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Driverless cars: The future of travel or trouble in the making? Part 1

It’s undeniable now: autonomous motor vehicles, also called driverless cars, are on the way and likely here to stay – at least for the foreseeable future. However, humans have been the pilots of our vehicles since their invention. Our old wooden carts were horse or ox-drawn, and our modern day sports cars and four-wheel drives still require our touch.

So the very fact that it’s now possible to have a vehicle on the road piloted entirely by a machine poses a number of very difficult questions. Is this safe? Do we even need driverless cars? How will our laws need to change in order to accommodate these developments?

In this two-part series, we will investigate these questions and more, giving you the information you need to formulate an educated opinion on this important subject.

But before we progress, let’s take a step back and examine the present autonomous car industry.

An introduction to the driverless market

Currently, a number of marques are developing a fleet of autonomous cars, to be released around 2020. For the most part, these are names you would expect to see.

For example, Wired reports that Toyota is intending on releasing a modified Lexus GS called the ‘Highway Teammate’. Meanwhile, Ford CTO Raj Nair told Forbes that he also anticipates driverless vehicles to be on the roads within the next half-decade.

Tesla is in the game, too, as well as the tech giant you wouldn’t expect to be here, but who is arguably leading the charge: Google. Indeed, the one-time search engine company has dug into numerous industries recently, including robotics and disaster relief. Though this may come as a curiosity to some, Tech Republic writes that it’s a logical move for Google. Technology is becoming more and more data-driven, and Google is a data specialist. So why not develop products in a variety of different sectors? It would allow the company to spread its offerings, while keeping the same core ideals.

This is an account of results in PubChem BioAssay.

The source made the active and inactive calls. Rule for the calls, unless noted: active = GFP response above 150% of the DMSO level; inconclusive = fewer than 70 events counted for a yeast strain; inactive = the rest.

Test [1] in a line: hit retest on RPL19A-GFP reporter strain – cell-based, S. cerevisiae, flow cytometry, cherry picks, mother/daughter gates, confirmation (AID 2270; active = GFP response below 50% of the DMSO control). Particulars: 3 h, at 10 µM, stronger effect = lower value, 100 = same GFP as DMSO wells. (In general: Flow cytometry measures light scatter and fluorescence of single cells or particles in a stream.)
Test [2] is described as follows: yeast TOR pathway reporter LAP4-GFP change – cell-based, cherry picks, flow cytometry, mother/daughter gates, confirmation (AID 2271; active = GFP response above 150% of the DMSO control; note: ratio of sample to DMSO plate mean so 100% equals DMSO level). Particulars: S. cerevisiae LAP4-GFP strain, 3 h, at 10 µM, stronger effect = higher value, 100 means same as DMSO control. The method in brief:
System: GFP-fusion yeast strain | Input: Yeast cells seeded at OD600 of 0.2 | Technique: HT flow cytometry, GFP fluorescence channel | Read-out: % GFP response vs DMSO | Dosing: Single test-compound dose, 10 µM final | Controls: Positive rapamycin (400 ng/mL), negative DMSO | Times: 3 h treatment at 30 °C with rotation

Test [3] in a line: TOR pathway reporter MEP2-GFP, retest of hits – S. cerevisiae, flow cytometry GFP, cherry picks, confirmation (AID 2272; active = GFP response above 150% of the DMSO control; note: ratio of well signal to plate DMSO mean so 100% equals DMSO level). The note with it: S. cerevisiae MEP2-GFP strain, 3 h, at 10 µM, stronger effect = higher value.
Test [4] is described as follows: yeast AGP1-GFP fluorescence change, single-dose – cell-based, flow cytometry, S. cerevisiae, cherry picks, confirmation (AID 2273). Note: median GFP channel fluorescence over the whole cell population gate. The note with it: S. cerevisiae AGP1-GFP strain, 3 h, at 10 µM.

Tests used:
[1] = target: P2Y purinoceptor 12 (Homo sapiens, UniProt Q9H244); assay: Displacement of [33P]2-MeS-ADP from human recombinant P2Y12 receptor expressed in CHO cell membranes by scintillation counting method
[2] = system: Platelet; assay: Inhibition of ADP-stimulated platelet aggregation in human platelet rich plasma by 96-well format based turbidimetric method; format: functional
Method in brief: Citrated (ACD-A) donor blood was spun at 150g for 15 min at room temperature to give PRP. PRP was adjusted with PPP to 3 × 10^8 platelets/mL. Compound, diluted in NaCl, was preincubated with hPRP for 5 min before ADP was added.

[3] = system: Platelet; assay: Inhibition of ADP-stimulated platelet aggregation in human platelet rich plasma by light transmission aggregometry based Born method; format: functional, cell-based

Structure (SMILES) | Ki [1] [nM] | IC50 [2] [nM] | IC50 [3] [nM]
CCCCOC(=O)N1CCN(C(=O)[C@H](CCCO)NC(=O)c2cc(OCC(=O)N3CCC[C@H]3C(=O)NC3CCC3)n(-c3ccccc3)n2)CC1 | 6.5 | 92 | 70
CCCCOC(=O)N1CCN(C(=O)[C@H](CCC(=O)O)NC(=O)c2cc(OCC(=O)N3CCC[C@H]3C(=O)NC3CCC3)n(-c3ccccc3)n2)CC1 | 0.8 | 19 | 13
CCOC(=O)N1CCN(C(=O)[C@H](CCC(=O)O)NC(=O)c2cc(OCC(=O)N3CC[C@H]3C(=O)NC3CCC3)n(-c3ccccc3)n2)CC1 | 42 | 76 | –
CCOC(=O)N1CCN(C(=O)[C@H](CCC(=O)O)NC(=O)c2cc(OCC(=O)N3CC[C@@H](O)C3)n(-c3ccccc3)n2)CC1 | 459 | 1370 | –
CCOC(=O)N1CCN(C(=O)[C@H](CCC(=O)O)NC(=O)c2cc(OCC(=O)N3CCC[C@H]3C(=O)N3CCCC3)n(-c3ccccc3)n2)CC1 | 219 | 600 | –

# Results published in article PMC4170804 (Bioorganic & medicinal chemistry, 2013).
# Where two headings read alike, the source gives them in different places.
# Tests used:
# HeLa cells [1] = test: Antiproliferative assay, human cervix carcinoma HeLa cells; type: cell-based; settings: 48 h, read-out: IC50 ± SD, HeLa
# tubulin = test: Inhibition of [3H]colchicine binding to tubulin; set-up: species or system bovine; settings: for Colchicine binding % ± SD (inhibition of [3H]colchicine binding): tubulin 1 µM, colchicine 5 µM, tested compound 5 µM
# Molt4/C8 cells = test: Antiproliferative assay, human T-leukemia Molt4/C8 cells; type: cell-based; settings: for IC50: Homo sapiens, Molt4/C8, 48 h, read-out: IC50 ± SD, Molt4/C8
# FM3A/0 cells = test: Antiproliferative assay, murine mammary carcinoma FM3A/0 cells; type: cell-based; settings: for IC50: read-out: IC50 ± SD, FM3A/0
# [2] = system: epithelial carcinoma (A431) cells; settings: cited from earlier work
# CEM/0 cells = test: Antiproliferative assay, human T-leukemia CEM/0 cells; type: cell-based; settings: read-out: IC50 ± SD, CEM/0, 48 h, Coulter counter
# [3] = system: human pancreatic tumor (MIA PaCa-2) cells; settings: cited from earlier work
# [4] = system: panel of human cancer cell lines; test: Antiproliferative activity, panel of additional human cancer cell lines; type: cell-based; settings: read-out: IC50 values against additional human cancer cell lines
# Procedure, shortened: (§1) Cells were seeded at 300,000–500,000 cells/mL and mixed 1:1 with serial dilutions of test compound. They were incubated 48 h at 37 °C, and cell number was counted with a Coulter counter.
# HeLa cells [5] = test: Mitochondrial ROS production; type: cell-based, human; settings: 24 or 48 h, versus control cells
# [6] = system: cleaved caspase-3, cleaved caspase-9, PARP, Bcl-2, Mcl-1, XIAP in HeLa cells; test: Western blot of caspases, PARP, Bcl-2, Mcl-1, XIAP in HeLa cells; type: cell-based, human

However, enough about the market. How do these cars work?

The technology behind autonomy

If you thought the most recent Porsche 911 Turbo was advanced, you’ll be astounded by the gear packed into driverless cars.

Tech Radar released a report on the basics of this tech in May, and though each marque has its own versions of the hardware, they follow the same basic principles.

The article stated that these advanced machines utilise a mixture of sensors for detecting where things are on the road (cars, pedestrians and other obstacles) in addition to advanced vehicle positioning systems (lane sensors, GPS, accelerometers) to constantly monitor both the car’s position and its surroundings.

This is managed by an artificial intelligence (AI) system, which is able to instantly react in the event of an emergency, as well as download extra data from cloud servers. These servers could contain traffic congestion warnings, road works and street closures.

Beneath all of this are robust backup systems, too.

“Our fail-operational architecture includes backup systems that will ensure that Autopilot will continue to function safely [even] if an element of the system were to become disabled,” said Volvo’s technical specialist Dr Erik Coelingh.

However, can the many driverless competitors create aircraft-level safety systems and backups while still providing an affordable price for the everyday person? It is perhaps this above all else that will determine how popular these cars become.

Though this itself also raises our next question. Do we actually need this technology?

The need for autonomy

There are many points and counterpoints to the great debate of autonomous transport.

For many, cars are a means to an end, and little more. For example, if you want to drive to work, all you need to do is go from A to B. The bells and whistles of a driverless vehicle could almost be superfluous in this instance, and indeed who isn’t already aware that the more technology you have in your car, the more technology there is to break and repair?

But then you have the counter arguments, one of which was very well presented by yet another driverless competitor, Hyundai. The engineers at this Korean make created a miniature Hyundai Sonata to suit a young blind boy, who was then driven around a replica road with stop lights, barriers and crossings. This presented the idea that driverless cars could be a way for disabled or otherwise incapacitated people to get around without the stress of public transport, or needing someone to drive them.

The Telegraph also outlined a number of other positive points about this revolution. Mothers without a licence wouldn’t have to worry about the school run, congestion could be minimised if roads were programmed correctly and parking could be more accurately performed by AI. Though, conversely, taxis, buses and delivery people may be far less in demand.

In our next part, we’ll talk about driverless vehicles in Australia, pose questions of safety and discuss the future of CTP insurance.

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